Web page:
Should Priyanka Vadra enter the campaign for the 2014 elections? Her presence at a Congress meeting this month made news and led to speculation that this will happen.
It was clarified that she was only there to have a look at her mother’s and brother’s election schedules, but such is the despair in the Congress that even this casual visit produced rumours. Let’s have a look at the matter and see what is likely.
The important fact of course is that the excitement that the Bharatiya Janata Party is able to create around its prime ministerial candidate is missing in the Congress. Narendra Modi is seen as a far more charismatic campaigner, and more effective communicator, than Rahul Gandhi.
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The strongman from Gujarat also has the advantage of a record on governance and growth that Rahul personally lacks. The reluctance or inability of the younger man to deploy his charisma — by making heroic or lyrical speeches — also hurts his party.
Dynasties survive on the back of such charisma, and every South Asian family politician knows this. In the Congress there is a large section, particularly in the lower ranks, that would like Priyanka to bring the spark that Rahul is unable to kindle. Election campaigns need personality and colour and this is absent in the Congress, and acknowledged by many within it. Where will it come from?
Priyanka, on the limited evidence of her public outings and media interactions, is more magnetic a figure than her brother. The mischief of her husband, and the awful public image he has built, has not rubbed off on her, and this has in part to do with her independent personality. She is likeable and attractive.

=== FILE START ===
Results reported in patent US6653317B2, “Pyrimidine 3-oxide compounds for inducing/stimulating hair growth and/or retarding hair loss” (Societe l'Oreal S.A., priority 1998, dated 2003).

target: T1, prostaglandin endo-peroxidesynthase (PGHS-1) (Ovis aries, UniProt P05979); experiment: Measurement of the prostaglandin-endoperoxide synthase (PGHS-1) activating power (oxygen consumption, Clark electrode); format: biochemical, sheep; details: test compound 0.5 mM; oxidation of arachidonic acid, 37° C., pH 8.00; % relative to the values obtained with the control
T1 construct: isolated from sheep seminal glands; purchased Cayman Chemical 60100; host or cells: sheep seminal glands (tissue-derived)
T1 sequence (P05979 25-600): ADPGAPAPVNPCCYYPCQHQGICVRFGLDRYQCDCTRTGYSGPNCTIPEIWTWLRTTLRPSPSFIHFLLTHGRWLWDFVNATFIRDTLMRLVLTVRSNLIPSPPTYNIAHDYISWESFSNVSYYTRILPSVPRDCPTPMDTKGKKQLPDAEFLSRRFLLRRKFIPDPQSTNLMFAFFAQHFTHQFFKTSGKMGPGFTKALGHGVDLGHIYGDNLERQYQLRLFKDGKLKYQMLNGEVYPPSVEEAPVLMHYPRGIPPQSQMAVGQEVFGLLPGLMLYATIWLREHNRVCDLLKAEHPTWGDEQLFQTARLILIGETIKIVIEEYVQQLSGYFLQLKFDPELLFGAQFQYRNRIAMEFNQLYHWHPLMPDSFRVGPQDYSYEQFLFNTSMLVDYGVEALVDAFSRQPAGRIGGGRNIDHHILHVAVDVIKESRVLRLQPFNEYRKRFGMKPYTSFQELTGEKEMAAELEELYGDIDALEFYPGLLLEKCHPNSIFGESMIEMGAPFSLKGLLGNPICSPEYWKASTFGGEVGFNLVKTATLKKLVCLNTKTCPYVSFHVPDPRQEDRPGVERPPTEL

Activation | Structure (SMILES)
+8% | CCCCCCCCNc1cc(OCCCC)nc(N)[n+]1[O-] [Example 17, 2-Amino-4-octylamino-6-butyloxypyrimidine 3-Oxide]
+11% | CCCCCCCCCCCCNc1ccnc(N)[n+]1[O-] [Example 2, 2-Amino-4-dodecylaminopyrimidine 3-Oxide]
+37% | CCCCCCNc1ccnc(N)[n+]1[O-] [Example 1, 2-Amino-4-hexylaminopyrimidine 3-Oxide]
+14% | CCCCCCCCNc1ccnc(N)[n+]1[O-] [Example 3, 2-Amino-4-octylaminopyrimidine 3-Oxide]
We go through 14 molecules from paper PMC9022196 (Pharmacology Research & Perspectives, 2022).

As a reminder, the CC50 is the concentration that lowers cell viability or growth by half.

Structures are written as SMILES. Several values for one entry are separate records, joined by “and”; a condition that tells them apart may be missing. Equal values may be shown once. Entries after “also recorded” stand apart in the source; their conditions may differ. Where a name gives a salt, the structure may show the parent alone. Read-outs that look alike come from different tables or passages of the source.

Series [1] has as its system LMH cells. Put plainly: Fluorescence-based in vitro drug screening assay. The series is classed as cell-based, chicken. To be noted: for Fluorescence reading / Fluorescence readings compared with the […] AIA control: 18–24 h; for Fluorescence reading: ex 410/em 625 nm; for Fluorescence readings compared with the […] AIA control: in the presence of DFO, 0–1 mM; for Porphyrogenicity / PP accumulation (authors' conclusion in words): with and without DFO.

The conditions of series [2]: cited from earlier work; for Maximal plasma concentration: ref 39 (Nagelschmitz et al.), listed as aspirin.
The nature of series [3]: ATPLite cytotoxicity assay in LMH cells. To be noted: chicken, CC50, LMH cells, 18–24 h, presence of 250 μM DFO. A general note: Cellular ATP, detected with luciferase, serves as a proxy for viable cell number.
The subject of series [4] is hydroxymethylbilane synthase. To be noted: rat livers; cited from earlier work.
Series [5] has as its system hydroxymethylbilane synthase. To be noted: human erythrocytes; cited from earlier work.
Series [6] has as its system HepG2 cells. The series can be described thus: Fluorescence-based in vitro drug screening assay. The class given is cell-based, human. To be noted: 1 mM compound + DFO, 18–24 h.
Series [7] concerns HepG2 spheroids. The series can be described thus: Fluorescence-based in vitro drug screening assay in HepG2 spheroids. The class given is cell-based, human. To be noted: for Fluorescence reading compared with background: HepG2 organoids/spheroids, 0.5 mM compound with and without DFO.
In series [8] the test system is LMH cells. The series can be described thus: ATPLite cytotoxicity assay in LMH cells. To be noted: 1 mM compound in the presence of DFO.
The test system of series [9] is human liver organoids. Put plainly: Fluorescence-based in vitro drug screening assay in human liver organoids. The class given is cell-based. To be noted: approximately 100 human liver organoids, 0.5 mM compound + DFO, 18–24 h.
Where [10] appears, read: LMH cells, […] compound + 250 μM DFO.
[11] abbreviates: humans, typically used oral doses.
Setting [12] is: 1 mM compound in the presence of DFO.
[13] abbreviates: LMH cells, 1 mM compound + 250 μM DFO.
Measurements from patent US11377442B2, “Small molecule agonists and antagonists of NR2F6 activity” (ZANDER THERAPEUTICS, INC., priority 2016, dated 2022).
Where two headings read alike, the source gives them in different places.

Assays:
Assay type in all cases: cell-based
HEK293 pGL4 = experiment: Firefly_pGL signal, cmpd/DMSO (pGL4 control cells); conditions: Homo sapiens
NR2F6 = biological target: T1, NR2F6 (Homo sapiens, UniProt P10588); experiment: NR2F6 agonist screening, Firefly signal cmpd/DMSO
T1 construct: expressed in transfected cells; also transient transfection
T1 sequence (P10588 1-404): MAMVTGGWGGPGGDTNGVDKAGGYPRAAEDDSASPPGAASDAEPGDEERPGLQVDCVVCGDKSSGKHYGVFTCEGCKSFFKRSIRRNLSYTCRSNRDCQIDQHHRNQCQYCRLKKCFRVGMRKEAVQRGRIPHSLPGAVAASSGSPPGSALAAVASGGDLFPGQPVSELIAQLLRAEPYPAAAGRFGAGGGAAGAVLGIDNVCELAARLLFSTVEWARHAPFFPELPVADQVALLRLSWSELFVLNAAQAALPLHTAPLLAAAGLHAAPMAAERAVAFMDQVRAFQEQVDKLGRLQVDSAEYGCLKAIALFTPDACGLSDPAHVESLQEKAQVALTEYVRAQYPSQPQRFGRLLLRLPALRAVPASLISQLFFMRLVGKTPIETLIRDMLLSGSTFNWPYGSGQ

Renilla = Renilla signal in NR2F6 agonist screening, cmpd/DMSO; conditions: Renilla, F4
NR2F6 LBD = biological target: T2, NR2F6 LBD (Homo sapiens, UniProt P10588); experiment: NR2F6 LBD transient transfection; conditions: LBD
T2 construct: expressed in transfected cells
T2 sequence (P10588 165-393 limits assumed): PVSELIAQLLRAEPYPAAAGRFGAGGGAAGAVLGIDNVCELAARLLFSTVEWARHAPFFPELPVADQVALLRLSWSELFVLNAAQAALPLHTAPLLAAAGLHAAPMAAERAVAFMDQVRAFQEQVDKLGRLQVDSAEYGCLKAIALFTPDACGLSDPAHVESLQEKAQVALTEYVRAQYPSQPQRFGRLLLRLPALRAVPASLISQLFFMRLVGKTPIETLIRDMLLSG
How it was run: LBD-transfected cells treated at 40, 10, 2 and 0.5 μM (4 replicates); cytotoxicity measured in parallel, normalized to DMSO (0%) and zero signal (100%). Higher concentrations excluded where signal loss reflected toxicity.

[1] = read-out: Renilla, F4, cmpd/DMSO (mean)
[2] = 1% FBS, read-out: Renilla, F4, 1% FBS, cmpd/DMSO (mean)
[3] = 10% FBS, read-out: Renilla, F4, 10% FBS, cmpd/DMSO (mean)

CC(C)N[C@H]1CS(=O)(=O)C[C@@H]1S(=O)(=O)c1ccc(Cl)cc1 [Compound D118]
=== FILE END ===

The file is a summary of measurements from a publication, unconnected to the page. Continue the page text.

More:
So on the face of it, the entry of Priyanka would help the party fight back against its toughest opponent in decades. The other way of looking at it is to say that Rahul ought to be given a chance to fail first before being sidelined in favour of his sister. A move to bring in Priyanka at this stage would mean an acknowledgment of Rahul’s failure and defeat in 2014. But that defeat hasn’t yet come.
It well might, and there may be a need to rethink the idea of Rahul as the party’s future, but it cannot be done on the basis of an imagined result. Since taking over as Congress president, Sonia Gandhi improved on the party’s electoral performance (in terms of the number of seats) in three consecutive general elections. It is probable that this year the sequence will end and the party tally will drop.
The Congress should then assess whether this loss can be debited purely to a weak and colourless young leader or to other factors also. The weariness of voters with the Congress over its decade in power, its many scandals, its inability to control its partners and a general fatigue could be as responsible as Rahul’s shortcomings in comparison with Modi.
Even if the Congress is fighting a half-hearted fight and getting ready to sit in Opposition, the judgment on Rahul as leader and Priyanka as the future must wait.
One final aspect is the division of power between mother and son. The extent to which Rahul has independence in directing Congress strategy is unclear. Though his interventions have sometimes resulted in the party changing direction, he is still the deputy leader of the Congress and subordinate to his mother.
Sonia Gandhi enjoys a much better reputation as a leader than her son, at least with the media. It is quite remarkable that she personally has not come under the sort of attack that Rahul has, though she is the individual in charge of the party.
It is only after the elections that the family — mother, son and daughter — should sit together and see if the scion is a dud who needs to be replaced.